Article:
For many Americans, Thanksgiving is a time to come together with family, enjoy the crisp autumn air, and eat tons of tasty food. While having a day off work or school is always nice, it’s important to remember why Thanksgiving Day exists in the first place. Most Americans are taught that it’s a day of gratitude that originated with a celebratory dinner between Native Americans and the pilgrims, but that narrative couldn’t be farther from the truth. The Thanksgiving Day story as we learn it, and many of the subsequent traditions of the holiday, were actually created out of a violent, racist history that was rewritten by non-Natives.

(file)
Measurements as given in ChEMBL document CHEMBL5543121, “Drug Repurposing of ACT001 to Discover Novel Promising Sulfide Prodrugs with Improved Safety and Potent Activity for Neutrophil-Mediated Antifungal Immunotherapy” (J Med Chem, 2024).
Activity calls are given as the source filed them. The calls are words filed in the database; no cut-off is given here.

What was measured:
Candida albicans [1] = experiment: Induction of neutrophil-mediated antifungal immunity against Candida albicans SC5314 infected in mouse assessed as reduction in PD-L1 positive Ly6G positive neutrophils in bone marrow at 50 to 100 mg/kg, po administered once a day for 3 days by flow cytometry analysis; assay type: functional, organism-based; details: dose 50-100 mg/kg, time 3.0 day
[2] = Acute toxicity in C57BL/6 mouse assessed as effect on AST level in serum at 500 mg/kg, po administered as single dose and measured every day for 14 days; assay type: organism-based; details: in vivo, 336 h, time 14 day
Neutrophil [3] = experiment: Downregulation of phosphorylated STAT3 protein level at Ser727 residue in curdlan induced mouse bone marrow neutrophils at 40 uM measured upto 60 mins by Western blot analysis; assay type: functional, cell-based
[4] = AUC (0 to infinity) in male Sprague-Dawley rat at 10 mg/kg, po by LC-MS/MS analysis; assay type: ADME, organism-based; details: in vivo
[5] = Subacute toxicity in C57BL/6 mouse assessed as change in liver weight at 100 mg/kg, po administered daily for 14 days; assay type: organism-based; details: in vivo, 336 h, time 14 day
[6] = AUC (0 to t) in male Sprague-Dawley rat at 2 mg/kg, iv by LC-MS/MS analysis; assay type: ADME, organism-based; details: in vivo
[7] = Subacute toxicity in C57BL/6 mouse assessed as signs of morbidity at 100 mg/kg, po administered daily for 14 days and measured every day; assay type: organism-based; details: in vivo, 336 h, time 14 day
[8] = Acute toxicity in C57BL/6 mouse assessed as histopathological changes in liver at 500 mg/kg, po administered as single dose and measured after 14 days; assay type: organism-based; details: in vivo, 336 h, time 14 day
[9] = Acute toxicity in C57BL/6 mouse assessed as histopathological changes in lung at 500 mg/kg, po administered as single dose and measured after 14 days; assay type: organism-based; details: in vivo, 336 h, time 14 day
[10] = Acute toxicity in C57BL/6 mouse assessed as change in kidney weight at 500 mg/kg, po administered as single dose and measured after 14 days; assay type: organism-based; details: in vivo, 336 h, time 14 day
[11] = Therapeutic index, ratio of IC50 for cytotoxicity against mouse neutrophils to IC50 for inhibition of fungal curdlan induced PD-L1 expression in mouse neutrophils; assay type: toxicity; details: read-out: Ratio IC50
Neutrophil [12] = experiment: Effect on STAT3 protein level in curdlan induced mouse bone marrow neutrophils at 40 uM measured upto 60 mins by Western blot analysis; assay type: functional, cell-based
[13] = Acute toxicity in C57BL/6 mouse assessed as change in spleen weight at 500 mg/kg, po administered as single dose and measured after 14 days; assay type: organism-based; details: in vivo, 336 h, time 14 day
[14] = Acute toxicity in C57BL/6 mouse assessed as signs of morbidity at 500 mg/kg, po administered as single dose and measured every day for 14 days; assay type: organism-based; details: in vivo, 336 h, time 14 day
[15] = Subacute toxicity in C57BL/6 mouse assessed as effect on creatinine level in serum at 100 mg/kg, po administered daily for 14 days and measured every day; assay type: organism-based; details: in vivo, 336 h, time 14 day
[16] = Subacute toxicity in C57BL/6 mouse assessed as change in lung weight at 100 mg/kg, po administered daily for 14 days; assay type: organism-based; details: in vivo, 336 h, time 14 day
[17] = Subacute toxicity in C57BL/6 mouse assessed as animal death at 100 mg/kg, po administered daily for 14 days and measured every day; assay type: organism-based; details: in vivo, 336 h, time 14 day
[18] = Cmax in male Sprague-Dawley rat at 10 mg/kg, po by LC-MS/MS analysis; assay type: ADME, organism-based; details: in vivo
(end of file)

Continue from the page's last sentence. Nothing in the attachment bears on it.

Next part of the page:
By 2017, a growing number of Americans understand that the Thanksgiving Day story represents the violence of colonialism for many Native people, and those who partake in the holiday are increasingly doing so in a sensitive way, emphasizing family and gratitude over the revisionist myth of the pilgrim-Wampanoag dinner. But there are a number of Thanksgiving traditions that perpetuate racist myths, or are borne out of offensive origins, that you can work to eradicate this Thursday. It's OK to enjoy Thanksgiving — but it's important to be mindful of the history it comes out of. Here are six Thanksgiving traditions you probably didn't realize are offensive, racist, or just plain problematic, and how to avoid them this holiday season.